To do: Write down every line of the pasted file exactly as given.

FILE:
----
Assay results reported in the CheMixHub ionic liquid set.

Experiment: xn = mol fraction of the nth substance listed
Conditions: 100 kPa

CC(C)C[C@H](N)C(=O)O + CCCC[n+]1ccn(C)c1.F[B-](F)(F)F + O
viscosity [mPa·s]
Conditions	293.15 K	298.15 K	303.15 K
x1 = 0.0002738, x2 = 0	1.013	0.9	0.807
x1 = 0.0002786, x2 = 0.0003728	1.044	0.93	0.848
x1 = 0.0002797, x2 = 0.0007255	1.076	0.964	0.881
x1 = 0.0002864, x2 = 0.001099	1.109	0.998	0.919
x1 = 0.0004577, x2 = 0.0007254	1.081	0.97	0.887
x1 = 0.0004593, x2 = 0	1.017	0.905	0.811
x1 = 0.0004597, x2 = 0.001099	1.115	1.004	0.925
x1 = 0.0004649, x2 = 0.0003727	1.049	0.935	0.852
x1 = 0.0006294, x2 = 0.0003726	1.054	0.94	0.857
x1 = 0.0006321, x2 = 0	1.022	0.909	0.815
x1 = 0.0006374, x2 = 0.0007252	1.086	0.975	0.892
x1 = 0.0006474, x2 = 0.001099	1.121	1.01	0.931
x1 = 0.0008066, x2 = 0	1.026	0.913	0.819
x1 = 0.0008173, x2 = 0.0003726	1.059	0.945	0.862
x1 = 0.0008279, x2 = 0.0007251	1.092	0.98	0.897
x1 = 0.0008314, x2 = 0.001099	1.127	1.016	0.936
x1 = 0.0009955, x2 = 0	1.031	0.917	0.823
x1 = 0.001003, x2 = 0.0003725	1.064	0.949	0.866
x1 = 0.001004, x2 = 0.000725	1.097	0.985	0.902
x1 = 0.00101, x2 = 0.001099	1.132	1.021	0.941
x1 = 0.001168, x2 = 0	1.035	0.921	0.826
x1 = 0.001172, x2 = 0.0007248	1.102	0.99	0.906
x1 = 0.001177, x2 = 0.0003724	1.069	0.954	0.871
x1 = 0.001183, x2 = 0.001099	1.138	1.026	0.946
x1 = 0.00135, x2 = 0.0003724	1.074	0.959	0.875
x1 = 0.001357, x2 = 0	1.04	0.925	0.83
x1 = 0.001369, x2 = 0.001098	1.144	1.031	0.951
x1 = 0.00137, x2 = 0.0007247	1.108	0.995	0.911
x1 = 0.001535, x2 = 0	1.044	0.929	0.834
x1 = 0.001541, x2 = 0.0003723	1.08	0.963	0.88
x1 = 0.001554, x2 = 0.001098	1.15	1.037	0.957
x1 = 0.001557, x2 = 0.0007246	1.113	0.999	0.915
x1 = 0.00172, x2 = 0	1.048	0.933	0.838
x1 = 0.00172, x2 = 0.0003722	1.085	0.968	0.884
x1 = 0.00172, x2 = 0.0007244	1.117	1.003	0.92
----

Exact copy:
Assay results reported in the CheMixHub ionic liquid set.

Experiment: xn = mol fraction of the nth substance listed
Conditions: 100 kPa

CC(C)C[C@H](N)C(=O)O + CCCC[n+]1ccn(C)c1.F[B-](F)(F)F + O
viscosity [mPa·s]
Conditions	293.15 K	298.15 K	303.15 K
x1 = 0.0002738, x2 = 0	1.013	0.9	0.807
x1 = 0.0002786, x2 = 0.0003728	1.044	0.93	0.848
x1 = 0.0002797, x2 = 0.0007255	1.076	0.964	0.881
x1 = 0.0002864, x2 = 0.001099	1.109	0.998	0.919
x1 = 0.0004577, x2 = 0.0007254	1.081	0.97	0.887
x1 = 0.0004593, x2 = 0	1.017	0.905	0.811
x1 = 0.0004597, x2 = 0.001099	1.115	1.004	0.925
x1 = 0.0004649, x2 = 0.0003727	1.049	0.935	0.852
x1 = 0.0006294, x2 = 0.0003726	1.054	0.94	0.857
x1 = 0.0006321, x2 = 0	1.022	0.909	0.815
x1 = 0.0006374, x2 = 0.0007252	1.086	0.975	0.892
x1 = 0.0006474, x2 = 0.001099	1.121	1.01	0.931
x1 = 0.0008066, x2 = 0	1.026	0.913	0.819
x1 = 0.0008173, x2 = 0.0003726	1.059	0.945	0.862
x1 = 0.0008279, x2 = 0.0007251	1.092	0.98	0.897
x1 = 0.0008314, x2 = 0.001099	1.127	1.016	0.936
x1 = 0.0009955, x2 = 0	1.031	0.917	0.823
x1 = 0.001003, x2 = 0.0003725	1.064	0.949	0.866
x1 = 0.001004, x2 = 0.000725	1.097	0.985	0.902
x1 = 0.00101, x2 = 0.001099	1.132	1.021	0.941
x1 = 0.001168, x2 = 0	1.035	0.921	0.826
x1 = 0.001172, x2 = 0.0007248	1.102	0.99	0.906
x1 = 0.001177, x2 = 0.0003724	1.069	0.954	0.871
x1 = 0.001183, x2 = 0.001099	1.138	1.026	0.946
x1 = 0.00135, x2 = 0.0003724	1.074	0.959	0.875
x1 = 0.001357, x2 = 0	1.04	0.925	0.83
x1 = 0.001369, x2 = 0.001098	1.144	1.031	0.951
x1 = 0.00137, x2 = 0.0007247	1.108	0.995	0.911
x1 = 0.001535, x2 = 0	1.044	0.929	0.834
x1 = 0.001541, x2 = 0.0003723	1.08	0.963	0.88
x1 = 0.001554, x2 = 0.001098	1.15	1.037	0.957
x1 = 0.001557, x2 = 0.0007246	1.113	0.999	0.915
x1 = 0.00172, x2 = 0	1.048	0.933	0.838
x1 = 0.00172, x2 = 0.0003722	1.085	0.968	0.884
x1 = 0.00172, x2 = 0.0007244	1.117	1.003	0.92